477b Lawnmarket, Edinburgh EH1 2NT; tel: 0131 225 5856; website.
Battle Hill prehistoric landscape dig, 12 – 22 July
The Battle Hill Prehistoric Landscape Project is the 21st season of a long-term, relaxed and open series of research and training excavations into Prehistoric Aberdeenshire. No prior experience is needed and professional archaeologists are on site to provide guidance. The 2019 season identified a new possible cairn under a 1,000-year-old bank and revealed more features of a 2,500-year-old hillfort – what finds will this year’s participants uncover?
For more information, or to book your place contact the Project Director Murray Cook by e-mail. Cost: £500, or £50 a day.
Festival of Archaeology, 16 – 31 July
A UK-wide festival of all things archaeology with talks, digs, demonstrations, living history and lots more. See the full programme here.
Writing historical fiction, 27 July
The latest in History Scotland’s Zoom lecture series welcomes Dr Fiona Watson, author of Dark Hunter, for an exclusive online talk. Fiona explores the reasons why she decided to write Dark Hunter - a whodunnit set in Berwick, the last English-held stronghold after the battle of Bannockburn - how she went about it and what she learned along the way.
Starts 6.30pm UK time. Tickets £10. Register here
Jousting at Caerlaverock, 30-31 July
Experience an afternoon of exhilarating horsemanship and impressive skills at the brave and courageous knights battle it out. Hear the thundering of hooves and the clash of lances as our four champions take to the arena for this spectacular show. Why not wander through the living history camps and meet some soldiers fresh from the battle.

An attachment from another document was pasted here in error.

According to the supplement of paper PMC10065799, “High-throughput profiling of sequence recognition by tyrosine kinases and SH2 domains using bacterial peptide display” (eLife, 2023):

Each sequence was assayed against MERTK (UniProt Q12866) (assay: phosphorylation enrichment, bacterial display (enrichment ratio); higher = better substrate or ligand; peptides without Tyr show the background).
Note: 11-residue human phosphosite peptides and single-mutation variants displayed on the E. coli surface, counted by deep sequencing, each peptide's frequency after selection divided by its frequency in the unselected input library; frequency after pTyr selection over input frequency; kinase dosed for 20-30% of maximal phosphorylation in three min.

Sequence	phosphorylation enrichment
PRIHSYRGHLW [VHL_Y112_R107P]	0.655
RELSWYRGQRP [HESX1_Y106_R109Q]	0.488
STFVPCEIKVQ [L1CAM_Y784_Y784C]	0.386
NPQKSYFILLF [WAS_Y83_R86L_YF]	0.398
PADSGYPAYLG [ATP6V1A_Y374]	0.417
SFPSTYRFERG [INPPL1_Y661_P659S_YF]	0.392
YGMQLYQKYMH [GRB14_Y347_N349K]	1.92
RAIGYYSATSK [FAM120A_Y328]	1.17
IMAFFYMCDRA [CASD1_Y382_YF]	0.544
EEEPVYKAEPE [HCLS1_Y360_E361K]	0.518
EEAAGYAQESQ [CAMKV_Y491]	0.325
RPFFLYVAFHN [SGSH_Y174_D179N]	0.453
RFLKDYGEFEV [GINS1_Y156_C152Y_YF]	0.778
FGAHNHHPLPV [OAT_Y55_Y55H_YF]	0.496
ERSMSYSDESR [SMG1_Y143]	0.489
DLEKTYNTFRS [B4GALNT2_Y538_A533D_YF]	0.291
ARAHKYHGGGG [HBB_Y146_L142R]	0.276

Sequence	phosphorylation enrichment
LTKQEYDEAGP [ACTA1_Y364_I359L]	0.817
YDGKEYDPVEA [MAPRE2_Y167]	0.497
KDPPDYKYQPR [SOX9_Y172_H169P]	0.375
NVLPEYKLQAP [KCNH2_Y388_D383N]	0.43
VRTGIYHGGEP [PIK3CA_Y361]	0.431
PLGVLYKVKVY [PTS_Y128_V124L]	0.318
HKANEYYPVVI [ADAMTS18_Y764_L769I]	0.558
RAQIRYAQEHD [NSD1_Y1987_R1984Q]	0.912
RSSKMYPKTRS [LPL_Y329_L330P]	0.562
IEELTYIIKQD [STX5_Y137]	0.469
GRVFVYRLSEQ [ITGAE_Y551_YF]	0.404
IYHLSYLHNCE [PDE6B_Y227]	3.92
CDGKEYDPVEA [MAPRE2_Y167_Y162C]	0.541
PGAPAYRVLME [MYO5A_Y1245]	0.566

Tickets are for the event only – no access to the castle. Price £6-£34 (free for Historic Environment Scotland members). Book at Historic Environment Scotland.
Caerlaverock Castle, Castle Road End, Dumfries DG1 4RU
Macbeth: a usurper’s fate, 4 August
Historian Elizabeth Cory Lopez will delve into the roots of Macbeth, son of Findlay, and what his life, culture, reign and mythical legacy can tell us about the evolution of Scotland as a nation.
Starts 7pm. Tickets £4. Book here.
Gladstone’s Land, 477b Lawnmarket, Edinburgh EH1 2NT; tel: 0131 225 5856
Counted: Scotland’s census 2022, until 25 September
In the year of Scotland’s Census National Galleries of Scotland are exploring who lives in Scotland today, who came before us and who will come after us.
Inspired by the questions asked in the census, Counted: Scotland’s Census 2022 considers the complex notion of identity. How is this shaped by our religion, occupation, health, ethnicity? New acquisitions by photographers working in Scotland today including Kieran Dodds, Arpita Shah and Danny North are presented alongside 19th-century photographs by Thomas Annan and Hill & Adamson - offering comparisons between past and present generations of Scots. Free admission.
Scottish National Portrait Gallery, 1 Queen Street, Edinburgh EH2 1JD; website
Masterpiece loan: Sir Alexander Morison, until 19 March 2023
The masterpiece Sir Alexander Morison, by Richard Dadd, is the latest in a series of paintings to be loaned to Duff House from the collections of National Galleries of Scotland.
Duff House, Banff, AB45 3SX; website